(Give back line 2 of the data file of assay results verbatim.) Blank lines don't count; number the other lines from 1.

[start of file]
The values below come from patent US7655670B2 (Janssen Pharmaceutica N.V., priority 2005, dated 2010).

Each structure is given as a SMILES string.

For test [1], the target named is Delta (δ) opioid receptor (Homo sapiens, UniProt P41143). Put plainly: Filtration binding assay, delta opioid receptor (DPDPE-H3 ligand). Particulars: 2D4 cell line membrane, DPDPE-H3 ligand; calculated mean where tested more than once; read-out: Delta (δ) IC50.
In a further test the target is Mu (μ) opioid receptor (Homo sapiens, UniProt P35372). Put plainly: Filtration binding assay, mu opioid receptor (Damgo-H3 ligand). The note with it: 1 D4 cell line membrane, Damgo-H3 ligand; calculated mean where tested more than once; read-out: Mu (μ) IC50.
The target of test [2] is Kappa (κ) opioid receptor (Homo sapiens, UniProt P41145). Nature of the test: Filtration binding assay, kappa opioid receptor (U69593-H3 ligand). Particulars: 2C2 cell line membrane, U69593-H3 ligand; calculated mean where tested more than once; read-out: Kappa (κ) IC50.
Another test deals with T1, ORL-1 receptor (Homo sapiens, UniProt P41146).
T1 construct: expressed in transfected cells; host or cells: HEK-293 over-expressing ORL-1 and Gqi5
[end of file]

Each structure is given as a SMILES string.